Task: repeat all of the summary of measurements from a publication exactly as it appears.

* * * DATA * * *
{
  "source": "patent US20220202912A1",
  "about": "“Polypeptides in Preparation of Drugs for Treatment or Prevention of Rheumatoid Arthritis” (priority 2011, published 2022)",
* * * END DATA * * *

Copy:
{
  "source": "patent US20220202912A1",
  "about": "“Polypeptides in Preparation of Drugs for Treatment or Prevention of Rheumatoid Arthritis” (priority 2011, published 2022)",